A Labour – SNP supply and confidence deal is a poisoned chalice…a mistake, at least on the terms it is being proposed….it is Nicola Sturgeon who should be saying, “I don´t think we can work with Labour” not Ed Miliband saying he can´t work with the SNP…and somehow, there seems to be a consensus building that Ed is actually a nice guy after all….well he might be or he might not be, but we all know that Ed Balls is a neo liberal of the first water.

    What are the SNP going to get out of any deal with Labour? All I can hope for is that they write Scotland´s right to self’determination in stone on the walls of Westminster…in any case, Nicola Sturgeon should not be engaging in overtures – no, sorry, operatics – for a deal with Ed….why Nicola? Caw canny, far too keen there for my liking.

    The SNP risk losing that freshness you speak of….look what happened to Nick Clegg and the Liberals who were the media darlings a few years back….and then politicians, once they get some power, so often tend to lose the plot…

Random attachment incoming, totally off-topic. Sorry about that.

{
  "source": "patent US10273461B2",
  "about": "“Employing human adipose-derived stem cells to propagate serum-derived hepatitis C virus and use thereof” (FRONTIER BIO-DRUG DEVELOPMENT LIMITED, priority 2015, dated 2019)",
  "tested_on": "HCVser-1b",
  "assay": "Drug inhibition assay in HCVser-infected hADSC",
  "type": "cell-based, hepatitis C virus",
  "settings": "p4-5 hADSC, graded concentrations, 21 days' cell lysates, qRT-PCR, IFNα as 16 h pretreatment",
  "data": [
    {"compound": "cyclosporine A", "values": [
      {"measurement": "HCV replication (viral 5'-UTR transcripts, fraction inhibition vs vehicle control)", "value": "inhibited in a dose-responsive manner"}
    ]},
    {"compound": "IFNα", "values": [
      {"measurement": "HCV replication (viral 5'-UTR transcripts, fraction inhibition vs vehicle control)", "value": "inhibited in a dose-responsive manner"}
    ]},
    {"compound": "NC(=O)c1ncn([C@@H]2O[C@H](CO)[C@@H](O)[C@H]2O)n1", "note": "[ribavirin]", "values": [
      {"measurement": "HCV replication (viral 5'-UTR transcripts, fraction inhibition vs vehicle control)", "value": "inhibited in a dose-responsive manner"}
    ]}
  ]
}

There has never been a greater need for a Republican indie party in Scotland….what happened to Cat Boyd´s plans for a Scottish Podemos?

    Too many eggs in one basket/ basket case Labour govt…and I don´t trust Labour or Ed or Balls as far as I could throw them (a theory I wouldn´t mind putting to the test one of these days)

    1. muttley79 says:

      The Lib Dems were part of a coalition with the Tories. Both Labour and the SNP have both said there will not be a coalition. If Nicola Sturgeon starts saying what you want her to, the SNP would be isolating themselves from having a potential influence on the outcome of the election, and next government at Westminster, which would be completely self defeating.